How to Find the Best Toothbrush

Robert Korwin Teeth

The first manufactured brush was invented in an eighteenth century prison by a prisoner named William Addis. He used a bone with bristles passed through holes drilled in the bone. He eventually prospered by selling his invention. An early method of brushing was developed in the 1940’s by a Mississippi physician named Charles C. Bass, (who also introduced Nylon floss). He recommended turning the bristles towards the gum at a 45 degree angle and vibrating the bristles. The modified Bass adds a circular movement, and the Roll technique rolls down over the gums. [Read more…]

Medical Tourism

Because of research opportunities on the internet, reduced trade and travel barriers and lower air fare, the world is becoming a more interconnected place. It’s not so connected that one would go to London for work, to Japan for dinner and to New York for a nap. But it is connected enough that people would go to India for a health procedure.

Medical Tourism right now is popular. Patients Beyond Borders estimates there are 8 million cross-border patients worldwide, including 900,000 Americans who travel out the U.S. for treatment. Some people do come to the U.S. if it offers treatment not available in their own countries. The people who leave usually do for common treatments that are cheaper elsewhere. Basically, medical tourism seems to reward specialization and cost-effectiveness, every economist’s dream.

Taking a vacation to another country and getting treatment sounds nice, but there are issues anybody wishing to partake will run into. First, organizations that provide global health care price data tend to be deceptive. Rather than independent research institutions, they’re usually stakeholders who have a vested interest in you traveling outside your country. Second, the standard of care and the skill of doctors from different countries are vastly uneven. Figuring out if a country’s health care providers are good enough for you will be a challenge. Third, there are no overarching legal or ethical norms regulating all these medical procedures around the world. You might be safer staying at home. In sum, it’s information asymmetry, the uncertainty of consumers, that’s stopping the economist’s dream from being a reality.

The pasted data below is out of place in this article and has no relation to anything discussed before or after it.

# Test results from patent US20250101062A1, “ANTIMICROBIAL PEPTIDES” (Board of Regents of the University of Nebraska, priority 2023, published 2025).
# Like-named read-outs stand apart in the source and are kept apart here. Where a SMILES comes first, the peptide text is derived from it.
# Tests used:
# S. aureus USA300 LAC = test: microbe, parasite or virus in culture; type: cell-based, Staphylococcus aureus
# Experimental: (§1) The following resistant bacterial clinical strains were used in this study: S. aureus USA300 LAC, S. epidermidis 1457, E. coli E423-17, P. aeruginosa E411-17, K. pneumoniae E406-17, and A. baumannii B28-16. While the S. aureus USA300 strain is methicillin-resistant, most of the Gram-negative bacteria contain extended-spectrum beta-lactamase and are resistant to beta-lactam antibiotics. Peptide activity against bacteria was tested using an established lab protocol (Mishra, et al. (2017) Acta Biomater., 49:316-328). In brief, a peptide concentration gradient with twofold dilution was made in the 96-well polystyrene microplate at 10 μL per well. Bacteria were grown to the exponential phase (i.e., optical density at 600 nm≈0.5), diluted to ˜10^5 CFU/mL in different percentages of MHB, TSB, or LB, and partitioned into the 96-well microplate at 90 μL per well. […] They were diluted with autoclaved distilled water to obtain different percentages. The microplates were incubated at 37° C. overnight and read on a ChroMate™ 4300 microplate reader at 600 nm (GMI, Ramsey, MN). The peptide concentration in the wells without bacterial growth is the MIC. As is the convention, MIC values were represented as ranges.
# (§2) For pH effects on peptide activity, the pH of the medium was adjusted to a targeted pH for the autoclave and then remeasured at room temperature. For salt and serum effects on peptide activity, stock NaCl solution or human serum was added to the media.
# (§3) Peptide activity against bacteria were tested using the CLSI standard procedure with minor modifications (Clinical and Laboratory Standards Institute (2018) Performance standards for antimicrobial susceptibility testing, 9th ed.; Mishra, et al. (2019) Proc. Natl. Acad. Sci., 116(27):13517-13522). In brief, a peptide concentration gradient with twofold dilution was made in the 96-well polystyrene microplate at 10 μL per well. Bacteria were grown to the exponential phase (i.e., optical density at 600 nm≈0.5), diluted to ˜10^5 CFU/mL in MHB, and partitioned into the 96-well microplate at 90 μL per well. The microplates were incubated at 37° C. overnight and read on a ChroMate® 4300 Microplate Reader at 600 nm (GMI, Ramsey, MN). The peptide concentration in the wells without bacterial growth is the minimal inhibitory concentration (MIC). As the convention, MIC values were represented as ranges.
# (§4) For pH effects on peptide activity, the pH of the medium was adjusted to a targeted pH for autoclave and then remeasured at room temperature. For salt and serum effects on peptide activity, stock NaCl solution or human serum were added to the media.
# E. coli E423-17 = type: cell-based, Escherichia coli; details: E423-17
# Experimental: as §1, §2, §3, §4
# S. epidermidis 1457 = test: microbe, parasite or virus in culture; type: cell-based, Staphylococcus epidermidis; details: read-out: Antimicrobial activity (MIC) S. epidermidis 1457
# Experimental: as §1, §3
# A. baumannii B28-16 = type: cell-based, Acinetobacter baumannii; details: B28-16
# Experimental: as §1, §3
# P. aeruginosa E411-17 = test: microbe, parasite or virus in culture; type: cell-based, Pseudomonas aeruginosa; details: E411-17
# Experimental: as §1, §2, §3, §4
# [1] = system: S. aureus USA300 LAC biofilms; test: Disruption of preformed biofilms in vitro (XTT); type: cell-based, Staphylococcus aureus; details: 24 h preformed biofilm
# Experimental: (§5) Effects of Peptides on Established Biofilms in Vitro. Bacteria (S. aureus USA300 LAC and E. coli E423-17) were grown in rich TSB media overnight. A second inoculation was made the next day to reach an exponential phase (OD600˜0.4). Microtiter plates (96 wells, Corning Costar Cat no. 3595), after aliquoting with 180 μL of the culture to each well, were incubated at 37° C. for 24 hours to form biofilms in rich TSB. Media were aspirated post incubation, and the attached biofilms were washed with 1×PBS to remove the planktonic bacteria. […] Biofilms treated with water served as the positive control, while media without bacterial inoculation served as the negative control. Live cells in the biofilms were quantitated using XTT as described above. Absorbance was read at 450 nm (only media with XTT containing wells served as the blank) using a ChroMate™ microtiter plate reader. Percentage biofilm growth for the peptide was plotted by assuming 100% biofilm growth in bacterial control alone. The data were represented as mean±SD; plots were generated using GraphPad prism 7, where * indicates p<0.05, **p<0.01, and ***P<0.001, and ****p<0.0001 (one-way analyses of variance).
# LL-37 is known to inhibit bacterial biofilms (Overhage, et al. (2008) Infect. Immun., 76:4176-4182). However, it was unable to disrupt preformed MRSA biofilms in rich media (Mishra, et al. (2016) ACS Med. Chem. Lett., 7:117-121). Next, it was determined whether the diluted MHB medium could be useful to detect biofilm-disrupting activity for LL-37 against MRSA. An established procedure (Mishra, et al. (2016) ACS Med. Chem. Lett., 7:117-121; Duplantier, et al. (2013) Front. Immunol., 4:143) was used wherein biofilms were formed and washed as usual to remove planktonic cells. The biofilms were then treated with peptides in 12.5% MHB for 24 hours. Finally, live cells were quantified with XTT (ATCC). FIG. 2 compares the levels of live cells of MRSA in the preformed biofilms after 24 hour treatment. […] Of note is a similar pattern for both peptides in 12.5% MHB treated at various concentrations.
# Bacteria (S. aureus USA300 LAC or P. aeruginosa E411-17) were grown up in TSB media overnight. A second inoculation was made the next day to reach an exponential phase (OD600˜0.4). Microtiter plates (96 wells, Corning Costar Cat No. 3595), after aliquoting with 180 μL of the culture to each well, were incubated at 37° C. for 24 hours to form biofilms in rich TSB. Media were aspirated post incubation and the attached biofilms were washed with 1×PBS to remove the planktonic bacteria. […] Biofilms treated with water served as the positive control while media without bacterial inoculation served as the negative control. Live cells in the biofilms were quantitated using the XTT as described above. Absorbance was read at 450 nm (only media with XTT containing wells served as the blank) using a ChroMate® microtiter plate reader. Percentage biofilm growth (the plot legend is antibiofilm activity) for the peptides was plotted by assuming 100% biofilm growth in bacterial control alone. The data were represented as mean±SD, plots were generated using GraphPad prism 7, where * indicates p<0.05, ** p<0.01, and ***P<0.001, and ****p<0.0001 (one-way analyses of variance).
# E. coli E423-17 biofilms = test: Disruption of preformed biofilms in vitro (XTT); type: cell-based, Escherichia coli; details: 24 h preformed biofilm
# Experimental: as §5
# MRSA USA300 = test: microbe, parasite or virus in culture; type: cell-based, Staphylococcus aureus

As a rule of thumb, the best doctors and dentists available to you are here in the U.S.

Dental Trends in Carb-Driven Athletes

There are many causes of poor oral health: poverty, lack of awareness, laziness, and being a great athlete. The first three causes are obvious; but the last one, unless you’re a great athlete yourself, may have caught you by surprise. But if you look at a study based on the oral health of 2012 London Olympians, you’ll find that the trend is real.

The study involved an oral health check-up and a survey for each athlete. They found that 55 percent of the study’s athletes suffered from dental carries (tooth decay), of which 41 percent was into the dentine (the point where the decay is irreversible). Three quarters of the athletes had gingivitis (gum inflammation) and 15 percent showed signs of periodontitis (irreversible gum infection in the soft tissue around the teeth). These numbers are very similar to what you would find among the most disadvantaged populations.

The survey result however may be a little biased. First, these are Olympic athletes; so their commitment to training is well above the average or even the better than average athlete. Also, the survey asked questions to 302 athletes from 25 different sports. But the major sports were track and field (95 athletes, 34.9 percent of the respondents), boxing (38 athletes, 14 percent of the respondents) and hockey (31 athletes, 11.4 percent of the respondents). So basically, the survey was biased toward athletes involved in endurance-based sports. These sports require a ton of carbohydrate consumption (as opposed to weightlifters, who consume less carbs and more protein). Carbohydrates are a major cause of poor oral health, so when considering the response sample, the high level of bad oral hygiene shouldn’t be too surprising.

If you’re a carb-driven athlete, this is your wake-up call to work as hard for your dental health as you do for your physical health.